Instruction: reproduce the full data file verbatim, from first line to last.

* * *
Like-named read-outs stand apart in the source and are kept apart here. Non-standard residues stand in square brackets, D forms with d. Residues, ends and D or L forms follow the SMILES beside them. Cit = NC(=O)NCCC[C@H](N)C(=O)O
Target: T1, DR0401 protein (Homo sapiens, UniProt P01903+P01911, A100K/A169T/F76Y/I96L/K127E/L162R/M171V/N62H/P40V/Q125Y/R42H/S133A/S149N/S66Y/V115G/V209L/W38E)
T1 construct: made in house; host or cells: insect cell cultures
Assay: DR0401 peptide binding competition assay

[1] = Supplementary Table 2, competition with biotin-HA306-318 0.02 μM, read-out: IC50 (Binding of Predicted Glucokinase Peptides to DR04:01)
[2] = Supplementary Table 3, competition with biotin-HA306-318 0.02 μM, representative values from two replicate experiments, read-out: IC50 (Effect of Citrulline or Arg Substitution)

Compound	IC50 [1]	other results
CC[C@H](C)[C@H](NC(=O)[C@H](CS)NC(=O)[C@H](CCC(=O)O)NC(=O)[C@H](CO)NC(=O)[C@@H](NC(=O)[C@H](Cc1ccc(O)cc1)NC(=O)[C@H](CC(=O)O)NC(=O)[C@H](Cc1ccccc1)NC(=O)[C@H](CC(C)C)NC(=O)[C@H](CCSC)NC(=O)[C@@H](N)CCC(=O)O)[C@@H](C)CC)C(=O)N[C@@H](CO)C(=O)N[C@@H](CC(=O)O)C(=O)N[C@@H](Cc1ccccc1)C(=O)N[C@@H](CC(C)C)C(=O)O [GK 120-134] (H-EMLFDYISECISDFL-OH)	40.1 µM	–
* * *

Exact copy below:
Like-named read-outs stand apart in the source and are kept apart here. Non-standard residues stand in square brackets, D forms with d. Residues, ends and D or L forms follow the SMILES beside them. Cit = NC(=O)NCCC[C@H](N)C(=O)O
Target: T1, DR0401 protein (Homo sapiens, UniProt P01903+P01911, A100K/A169T/F76Y/I96L/K127E/L162R/M171V/N62H/P40V/Q125Y/R42H/S133A/S149N/S66Y/V115G/V209L/W38E)
T1 construct: made in house; host or cells: insect cell cultures
Assay: DR0401 peptide binding competition assay

[1] = Supplementary Table 2, competition with biotin-HA306-318 0.02 μM, read-out: IC50 (Binding of Predicted Glucokinase Peptides to DR04:01)
[2] = Supplementary Table 3, competition with biotin-HA306-318 0.02 μM, representative values from two replicate experiments, read-out: IC50 (Effect of Citrulline or Arg Substitution)

Compound	IC50 [1]	other results
CC[C@H](C)[C@H](NC(=O)[C@H](CS)NC(=O)[C@H](CCC(=O)O)NC(=O)[C@H](CO)NC(=O)[C@@H](NC(=O)[C@H](Cc1ccc(O)cc1)NC(=O)[C@H](CC(=O)O)NC(=O)[C@H](Cc1ccccc1)NC(=O)[C@H](CC(C)C)NC(=O)[C@H](CCSC)NC(=O)[C@@H](N)CCC(=O)O)[C@@H](C)CC)C(=O)N[C@@H](CO)C(=O)N[C@@H](CC(=O)O)C(=O)N[C@@H](Cc1ccccc1)C(=O)N[C@@H](CC(C)C)C(=O)O [GK 120-134] (H-EMLFDYISECISDFL-OH)	40.1 µM	–